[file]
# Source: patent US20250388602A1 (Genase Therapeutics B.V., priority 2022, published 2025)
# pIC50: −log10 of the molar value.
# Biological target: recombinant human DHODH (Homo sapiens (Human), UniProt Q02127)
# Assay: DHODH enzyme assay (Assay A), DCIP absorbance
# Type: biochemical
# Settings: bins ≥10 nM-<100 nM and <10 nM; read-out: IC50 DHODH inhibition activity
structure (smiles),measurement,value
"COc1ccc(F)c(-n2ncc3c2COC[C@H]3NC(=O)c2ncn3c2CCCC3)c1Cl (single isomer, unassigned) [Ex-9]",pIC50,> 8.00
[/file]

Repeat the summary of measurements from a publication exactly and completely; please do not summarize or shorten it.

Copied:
# Source: patent US20250388602A1 (Genase Therapeutics B.V., priority 2022, published 2025)
# pIC50: −log10 of the molar value.
# Biological target: recombinant human DHODH (Homo sapiens (Human), UniProt Q02127)
# Assay: DHODH enzyme assay (Assay A), DCIP absorbance
# Type: biochemical
# Settings: bins ≥10 nM-<100 nM and <10 nM; read-out: IC50 DHODH inhibition activity
structure (smiles),measurement,value
"COc1ccc(F)c(-n2ncc3c2COC[C@H]3NC(=O)c2ncn3c2CCCC3)c1Cl (single isomer, unassigned) [Ex-9]",pIC50,> 8.00